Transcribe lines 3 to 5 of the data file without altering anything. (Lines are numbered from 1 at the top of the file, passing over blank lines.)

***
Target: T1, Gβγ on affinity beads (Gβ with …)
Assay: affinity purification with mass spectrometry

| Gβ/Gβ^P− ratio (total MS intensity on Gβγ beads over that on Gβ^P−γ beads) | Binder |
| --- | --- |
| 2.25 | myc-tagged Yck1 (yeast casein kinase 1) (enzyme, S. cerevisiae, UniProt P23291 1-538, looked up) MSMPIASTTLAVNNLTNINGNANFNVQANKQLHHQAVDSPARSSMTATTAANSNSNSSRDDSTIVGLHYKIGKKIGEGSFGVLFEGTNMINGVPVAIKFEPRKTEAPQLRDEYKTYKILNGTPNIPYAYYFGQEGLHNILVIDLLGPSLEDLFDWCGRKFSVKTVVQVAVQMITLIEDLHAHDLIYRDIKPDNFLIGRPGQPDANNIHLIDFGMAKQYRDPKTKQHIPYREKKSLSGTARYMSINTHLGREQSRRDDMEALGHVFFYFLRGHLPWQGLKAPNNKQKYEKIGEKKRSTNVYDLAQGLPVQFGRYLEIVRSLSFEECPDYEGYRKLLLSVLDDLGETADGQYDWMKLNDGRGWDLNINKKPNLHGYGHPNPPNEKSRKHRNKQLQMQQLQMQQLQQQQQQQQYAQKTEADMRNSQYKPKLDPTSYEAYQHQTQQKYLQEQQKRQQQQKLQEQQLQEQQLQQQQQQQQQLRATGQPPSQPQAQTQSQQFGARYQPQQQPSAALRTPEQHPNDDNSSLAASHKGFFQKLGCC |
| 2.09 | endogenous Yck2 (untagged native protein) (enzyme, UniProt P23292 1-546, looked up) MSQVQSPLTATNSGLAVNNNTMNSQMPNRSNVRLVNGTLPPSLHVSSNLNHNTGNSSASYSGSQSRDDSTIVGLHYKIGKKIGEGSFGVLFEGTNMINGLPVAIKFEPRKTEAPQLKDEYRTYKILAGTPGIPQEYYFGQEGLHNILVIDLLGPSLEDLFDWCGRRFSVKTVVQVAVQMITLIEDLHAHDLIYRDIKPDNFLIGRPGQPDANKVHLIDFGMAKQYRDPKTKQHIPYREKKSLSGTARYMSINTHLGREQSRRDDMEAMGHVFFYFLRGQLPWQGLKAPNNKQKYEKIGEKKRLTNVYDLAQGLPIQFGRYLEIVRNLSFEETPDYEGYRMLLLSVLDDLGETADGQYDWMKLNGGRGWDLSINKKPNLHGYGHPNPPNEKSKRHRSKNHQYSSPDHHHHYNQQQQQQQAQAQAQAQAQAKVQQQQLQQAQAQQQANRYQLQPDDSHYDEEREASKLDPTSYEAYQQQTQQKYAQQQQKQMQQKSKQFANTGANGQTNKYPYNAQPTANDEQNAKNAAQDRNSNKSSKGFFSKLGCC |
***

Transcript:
| Gβ/Gβ^P− ratio (total MS intensity on Gβγ beads over that on Gβ^P−γ beads) | Binder |
| --- | --- |
| 2.25 | myc-tagged Yck1 (yeast casein kinase 1) (enzyme, S. cerevisiae, UniProt P23291 1-538, looked up) MSMPIASTTLAVNNLTNINGNANFNVQANKQLHHQAVDSPARSSMTATTAANSNSNSSRDDSTIVGLHYKIGKKIGEGSFGVLFEGTNMINGVPVAIKFEPRKTEAPQLRDEYKTYKILNGTPNIPYAYYFGQEGLHNILVIDLLGPSLEDLFDWCGRKFSVKTVVQVAVQMITLIEDLHAHDLIYRDIKPDNFLIGRPGQPDANNIHLIDFGMAKQYRDPKTKQHIPYREKKSLSGTARYMSINTHLGREQSRRDDMEALGHVFFYFLRGHLPWQGLKAPNNKQKYEKIGEKKRSTNVYDLAQGLPVQFGRYLEIVRSLSFEECPDYEGYRKLLLSVLDDLGETADGQYDWMKLNDGRGWDLNINKKPNLHGYGHPNPPNEKSRKHRNKQLQMQQLQMQQLQQQQQQQQYAQKTEADMRNSQYKPKLDPTSYEAYQHQTQQKYLQEQQKRQQQQKLQEQQLQEQQLQQQQQQQQQLRATGQPPSQPQAQTQSQQFGARYQPQQQPSAALRTPEQHPNDDNSSLAASHKGFFQKLGCC |